The opening question to Matt Ryan’s weekly news conference made the quarterback nervous.
When he was asked about his long streak of consecutive starts, Ryan almost gasped.
“I have to find some wood to knock on first,” Ryan said before adding, “That’s the kiss of death.”
Ryan hasn’t missed a start for the Atlanta Falcons in 105 consecutive regular-season games, a streak that began late in the 2009 season. It’s the NFL’s third-longest active streak for quarterbacks.
On Sunday Ryan will be matched with the name immediately ahead of him on the list, San Diego’s Philip Rivers, whose streak began in 2006 and reached 166 regular-season starts with last week’s win over Denver.
Among active quarterbacks, Eli Manning leads the ironman list with his streak of 189 games, well behind Brett Favre’s record of 297.
Rivers is known for his quick release, a skill which helps reduce hits from pass rushers.
“I just feel thankful I’ve been blessed to be healthy enough to play,” Rivers said Wednesday. “… I think all of us quarterbacks take a certain amount of pride in being tough and fighting through things to make sure you are out there for your team.”
Ryan said his secret is sleep — at least nine hours per night.
“There’s no getting around it, sleep is the No. 1 most important thing,” Ryan said Wednesday. “Every study that you look at, every time you try to do any research on recovery, on training, whatever, any kind of performance-enhancing stuff, it all comes down to sleep.”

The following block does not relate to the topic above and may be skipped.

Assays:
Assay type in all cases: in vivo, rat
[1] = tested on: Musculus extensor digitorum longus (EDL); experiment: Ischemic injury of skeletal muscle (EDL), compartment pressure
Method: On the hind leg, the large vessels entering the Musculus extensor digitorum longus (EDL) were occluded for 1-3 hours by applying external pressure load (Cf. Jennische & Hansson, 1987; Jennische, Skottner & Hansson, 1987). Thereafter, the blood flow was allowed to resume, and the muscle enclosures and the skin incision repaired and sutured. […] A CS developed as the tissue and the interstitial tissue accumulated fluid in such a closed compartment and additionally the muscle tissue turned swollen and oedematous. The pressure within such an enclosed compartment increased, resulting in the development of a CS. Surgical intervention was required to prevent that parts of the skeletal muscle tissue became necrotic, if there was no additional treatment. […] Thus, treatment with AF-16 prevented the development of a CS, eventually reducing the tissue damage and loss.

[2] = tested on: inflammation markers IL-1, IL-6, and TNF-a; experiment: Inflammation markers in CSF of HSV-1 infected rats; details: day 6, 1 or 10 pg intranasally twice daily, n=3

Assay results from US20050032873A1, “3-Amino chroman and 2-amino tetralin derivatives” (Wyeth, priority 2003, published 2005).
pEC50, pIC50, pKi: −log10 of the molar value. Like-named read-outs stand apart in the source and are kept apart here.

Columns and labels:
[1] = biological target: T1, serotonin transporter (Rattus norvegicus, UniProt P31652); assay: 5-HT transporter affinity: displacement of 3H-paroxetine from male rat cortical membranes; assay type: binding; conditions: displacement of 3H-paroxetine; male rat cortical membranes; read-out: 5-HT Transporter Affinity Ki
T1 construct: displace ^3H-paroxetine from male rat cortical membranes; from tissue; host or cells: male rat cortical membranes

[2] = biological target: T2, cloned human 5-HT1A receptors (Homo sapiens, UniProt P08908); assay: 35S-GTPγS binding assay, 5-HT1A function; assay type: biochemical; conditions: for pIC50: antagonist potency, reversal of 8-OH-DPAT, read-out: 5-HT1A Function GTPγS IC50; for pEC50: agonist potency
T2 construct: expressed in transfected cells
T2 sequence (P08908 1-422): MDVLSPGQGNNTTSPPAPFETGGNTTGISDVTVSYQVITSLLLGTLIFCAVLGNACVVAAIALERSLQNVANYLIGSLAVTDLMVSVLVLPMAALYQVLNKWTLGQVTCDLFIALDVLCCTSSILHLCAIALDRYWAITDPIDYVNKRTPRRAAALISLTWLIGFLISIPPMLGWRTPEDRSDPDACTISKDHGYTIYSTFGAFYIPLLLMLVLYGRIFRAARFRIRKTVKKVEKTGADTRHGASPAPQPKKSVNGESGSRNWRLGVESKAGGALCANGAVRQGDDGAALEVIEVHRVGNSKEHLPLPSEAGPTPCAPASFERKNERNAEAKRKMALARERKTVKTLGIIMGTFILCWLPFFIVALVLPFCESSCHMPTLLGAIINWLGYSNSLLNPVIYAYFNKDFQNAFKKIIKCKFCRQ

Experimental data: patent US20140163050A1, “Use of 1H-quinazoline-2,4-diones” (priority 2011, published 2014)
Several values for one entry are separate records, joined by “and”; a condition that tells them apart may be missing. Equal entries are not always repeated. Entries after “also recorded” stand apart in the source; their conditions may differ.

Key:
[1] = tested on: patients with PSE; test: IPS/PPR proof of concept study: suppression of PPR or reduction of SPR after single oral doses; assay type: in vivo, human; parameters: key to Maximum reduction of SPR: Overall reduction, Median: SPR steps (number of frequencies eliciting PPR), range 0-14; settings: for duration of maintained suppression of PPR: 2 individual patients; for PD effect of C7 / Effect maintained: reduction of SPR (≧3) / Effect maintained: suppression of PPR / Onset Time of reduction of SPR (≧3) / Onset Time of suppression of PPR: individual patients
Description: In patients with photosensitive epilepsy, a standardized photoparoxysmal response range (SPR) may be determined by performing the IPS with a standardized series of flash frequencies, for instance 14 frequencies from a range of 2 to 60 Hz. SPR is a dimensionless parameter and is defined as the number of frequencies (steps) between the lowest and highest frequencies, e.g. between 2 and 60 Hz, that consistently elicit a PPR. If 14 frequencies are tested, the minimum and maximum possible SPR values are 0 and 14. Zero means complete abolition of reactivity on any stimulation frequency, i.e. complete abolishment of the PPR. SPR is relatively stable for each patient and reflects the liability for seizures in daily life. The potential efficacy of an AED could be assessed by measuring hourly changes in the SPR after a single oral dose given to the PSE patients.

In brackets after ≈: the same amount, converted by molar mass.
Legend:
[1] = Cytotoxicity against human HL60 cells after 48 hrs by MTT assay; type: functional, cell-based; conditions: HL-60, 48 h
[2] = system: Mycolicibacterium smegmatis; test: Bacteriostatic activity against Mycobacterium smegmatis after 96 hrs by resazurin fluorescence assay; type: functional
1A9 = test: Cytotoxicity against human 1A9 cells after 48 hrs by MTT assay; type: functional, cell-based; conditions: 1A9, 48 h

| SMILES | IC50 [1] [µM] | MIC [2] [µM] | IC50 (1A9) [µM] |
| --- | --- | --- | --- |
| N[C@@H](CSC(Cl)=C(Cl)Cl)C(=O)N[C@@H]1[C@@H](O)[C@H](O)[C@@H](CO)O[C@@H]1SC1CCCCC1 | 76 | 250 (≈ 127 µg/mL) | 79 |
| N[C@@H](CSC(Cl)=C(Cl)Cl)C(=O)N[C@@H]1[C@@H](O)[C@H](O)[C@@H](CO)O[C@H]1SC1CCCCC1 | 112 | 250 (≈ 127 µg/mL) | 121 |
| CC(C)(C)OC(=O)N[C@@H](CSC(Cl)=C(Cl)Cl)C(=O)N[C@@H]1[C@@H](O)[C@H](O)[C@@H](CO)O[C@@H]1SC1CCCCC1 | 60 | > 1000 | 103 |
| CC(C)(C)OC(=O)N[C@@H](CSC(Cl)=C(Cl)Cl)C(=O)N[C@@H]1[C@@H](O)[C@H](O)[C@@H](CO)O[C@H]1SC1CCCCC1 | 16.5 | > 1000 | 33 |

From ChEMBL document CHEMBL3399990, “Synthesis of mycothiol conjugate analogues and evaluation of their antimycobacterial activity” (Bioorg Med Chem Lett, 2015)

Ryan, 31, acknowledged “it takes effort” to maintain his sleep schedule.
“You’ve got to force yourself to go to bed early,” he said. “It’s just something I’ve worked on throughout my career and I’ve gotten better and better. I’m an early to bed kind of guy and up early in the morning.”
Rivers, 34, had a good explanation for why he aims lower when it comes to sleep.
“I do think rest is important, but also I have eight children,” Rivers said. “In my mind, if I get over 6 hours, I’m in good shape.”
Ryan started every game in his 2008 rookie season, missed two starts with a toe injury in 2009 and hasn’t missed another game.
“You have to do a really good job of taking care of your body all year,” Ryan said. “It starts from when the season ends and it’s basically a never-ending process throughout the year of trying to take care of yourself and ensure you’re going to be ready to take the pounding that comes with going through a season.”
Coach Dan Quinn said Ryan shines in his “CT score” for “competes and toughs.”
“It’s when you throw a slant when the defensive end is right about to drill you and then you step into it and make it anyway,” Quinn said. “That’s why Matt has earned so much respect through the years, and Philip as well.”
Chargers coach Mike McCoy said Ryan and Rivers share a love for the game that helps to keep them on the field.
“They’re competitors who truly love to go out and play the game,” McCoy said. “They work extremely hard. I’ve known coaches who have coached Matt. Everyone says his work ethic, the way he loves the game, the way he prepares, that’s the way Phillip is, too. They do it the right way, and that’s what the great ones in the game do.”